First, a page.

Documents » KIPP Believe College Prep Handbook

KIPP Believe College Prep Handbook




School Mission: The mission of KIPP Believe College Prep is to empower students with the academic skills and character traits to live happy, healthy lives, be prepared to succeed at the colleges of their choice, and improve the world around them.

School Vision: At KBCP, we are building upon the strong foundations already laid over the last twelve years to create the preeminent school in New Orleans. Our students progress through KBCP and graduate with a deep sense of empowerment, pride, and love of school. Our students leave with academic scores that best national averages, core experiences in the arts and athletics, and with the ability to go into the world and make a direct impact on New Orleans culture, politics, economics, and social justice.

School Oath: We believe that education is freedom and that every child in New Orleans deserves an excellent school. We teach the most amazing kids in the world and it is an honor to serve them. We promise to believe in every child as our own, never doubting their strength. With love for our students, we will be the hardest working school in New Orleans, giving everything we can and never giving up. We vow to learn as much as we teach, becoming stronger everyday by embracing the challenges we face. We know the journey is infinite. We will celebrate our accomplishments, overcome the barriers, and keep ourselves centered in our love for our kids and the strength of our team. We will laugh, smile, sing, dance, and have fun. We will never complain or speak badly of our school, our team, our families, or our kids. We will be fueled by our faith in the better tomorrow that we are building together. All of us, all the time, all the way. WE BELIEVE.

School Pillars (derived from oath): We believe education is freedom. We believe in every single child. We believe in doing everything in the best interest of children. We believe in the power of challenges – and the joy of overcoming them. We believe in joy and decide to have fun every day. We believe in each other.

School Values: Be persistent. Be responsible. Be optimistic. Be united. Be daring. Be proud.

Persistent (Perseverance)
Optimism (Joy)
Unity (Community)
Daring (Courage)


KBCP‘s school day is from 7:25 a.m.-4 p.m. daily, excluding Wednesdays when the time is 7:25 a.m. -1 p.m.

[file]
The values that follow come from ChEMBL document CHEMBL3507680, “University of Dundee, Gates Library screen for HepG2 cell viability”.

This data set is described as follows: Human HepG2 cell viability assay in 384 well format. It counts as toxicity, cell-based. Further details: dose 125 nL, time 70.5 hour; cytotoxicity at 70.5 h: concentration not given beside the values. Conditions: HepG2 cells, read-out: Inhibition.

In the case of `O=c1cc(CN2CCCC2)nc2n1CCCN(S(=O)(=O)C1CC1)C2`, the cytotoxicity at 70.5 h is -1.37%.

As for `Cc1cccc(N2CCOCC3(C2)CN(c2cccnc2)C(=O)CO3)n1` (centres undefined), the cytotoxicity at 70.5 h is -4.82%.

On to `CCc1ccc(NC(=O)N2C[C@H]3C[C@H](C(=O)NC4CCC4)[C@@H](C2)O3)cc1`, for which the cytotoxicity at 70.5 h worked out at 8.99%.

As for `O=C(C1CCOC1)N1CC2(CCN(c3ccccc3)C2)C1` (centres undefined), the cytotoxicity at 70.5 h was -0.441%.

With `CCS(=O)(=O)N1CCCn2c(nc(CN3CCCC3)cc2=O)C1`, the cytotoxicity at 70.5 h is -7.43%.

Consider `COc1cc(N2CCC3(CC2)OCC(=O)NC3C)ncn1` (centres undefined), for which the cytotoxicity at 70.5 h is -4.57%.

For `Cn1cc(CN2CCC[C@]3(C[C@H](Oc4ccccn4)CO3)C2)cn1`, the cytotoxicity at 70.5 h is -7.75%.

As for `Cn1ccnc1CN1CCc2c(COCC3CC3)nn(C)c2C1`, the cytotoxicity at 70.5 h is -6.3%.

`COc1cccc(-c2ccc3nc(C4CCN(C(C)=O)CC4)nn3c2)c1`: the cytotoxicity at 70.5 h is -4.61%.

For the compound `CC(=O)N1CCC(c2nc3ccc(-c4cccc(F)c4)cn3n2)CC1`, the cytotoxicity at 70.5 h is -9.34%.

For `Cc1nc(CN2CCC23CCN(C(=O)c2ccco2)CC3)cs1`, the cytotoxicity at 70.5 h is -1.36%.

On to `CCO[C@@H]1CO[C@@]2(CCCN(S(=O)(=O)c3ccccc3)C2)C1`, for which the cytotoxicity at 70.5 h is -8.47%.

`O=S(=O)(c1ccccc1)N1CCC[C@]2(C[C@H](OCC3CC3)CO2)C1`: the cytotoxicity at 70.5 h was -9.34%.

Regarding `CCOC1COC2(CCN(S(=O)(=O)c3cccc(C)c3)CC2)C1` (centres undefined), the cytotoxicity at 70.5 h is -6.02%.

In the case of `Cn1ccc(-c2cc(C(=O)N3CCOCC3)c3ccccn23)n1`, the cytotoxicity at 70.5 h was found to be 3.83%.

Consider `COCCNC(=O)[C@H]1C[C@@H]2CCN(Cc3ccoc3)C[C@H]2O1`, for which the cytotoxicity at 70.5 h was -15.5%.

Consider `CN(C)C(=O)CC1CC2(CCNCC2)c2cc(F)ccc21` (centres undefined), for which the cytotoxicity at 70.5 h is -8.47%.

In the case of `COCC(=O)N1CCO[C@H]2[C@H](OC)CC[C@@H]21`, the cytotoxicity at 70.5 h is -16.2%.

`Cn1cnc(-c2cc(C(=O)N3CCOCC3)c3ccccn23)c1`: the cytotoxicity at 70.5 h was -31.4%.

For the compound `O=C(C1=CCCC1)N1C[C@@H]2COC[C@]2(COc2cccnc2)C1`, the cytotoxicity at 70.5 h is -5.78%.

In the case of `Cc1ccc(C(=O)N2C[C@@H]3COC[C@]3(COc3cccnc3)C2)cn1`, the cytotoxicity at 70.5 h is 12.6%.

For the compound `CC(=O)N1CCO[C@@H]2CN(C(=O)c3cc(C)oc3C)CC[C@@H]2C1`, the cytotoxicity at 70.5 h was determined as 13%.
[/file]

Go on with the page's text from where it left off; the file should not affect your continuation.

Walkers and car riders can enter the school building at 7:10 a.m. on the Forshey Street side. At this time, students will be expected to sit in the cafeteria with supervision and read silently until they are dismissed to homeroom. Bus riders are dismissed one bus at a time. Students turn in their packed lunch and any after school equipment in bins before entering the building.

On the way to homeroom, all students pick up breakfast.

Walkers, cars riders and students staying for after school activities are dismissed and escorted outside or to the gym before bus riders are dismissed. Bus riders are dismissed and escorted to their respective busses.

Once students leave the building they are not able to return.

Students that are still waiting for rides at 4:15 p.m. are escorted to the detention room where they will be expected to work silently until their ride arrives.


Close-toed shoes of any color. These shoes must cover the heel and toes, and may not have heels. A student’s pant leg must cover the shoe. Any student enrolled in Fitness must have appropriate athletic shoes daily.
Any solid-colored, socks are acceptable. Socks may not have any words, pictures or symbols that are inappropriate for school on them.
Khaki pants, shorts or skirts (shorts and skirts must be within 2-inches of the knees) that do not have holes, rips, patches, or designs.
A solid color blue, black, or khaki belt with no designs or large buckles. (No studs, etc. It should be plain.)
Ladies may wear grey, white, navy blue, or black solid colored tights or stockings. They may not wear leggings.
The navy blue KIPP Believe polo must be worn, tucked in with the bottom button buttoned at all times in 5th, 6th, and 7th grades. 8th graders may also choose form the gold KIPP Believe polo.
Ladies may also choose from the light blue KIPP Believe blouse (button down, Peter Pan style) with an optional navy blue tie. This shirt must also remain tucked in with all but one button buttoned.
Believers who attended KIPP Believe Primary are also welcome to wear the KBP uniform dress at KIPP Believe College Prep, however, KBP T-shirts may only be worn on Friday.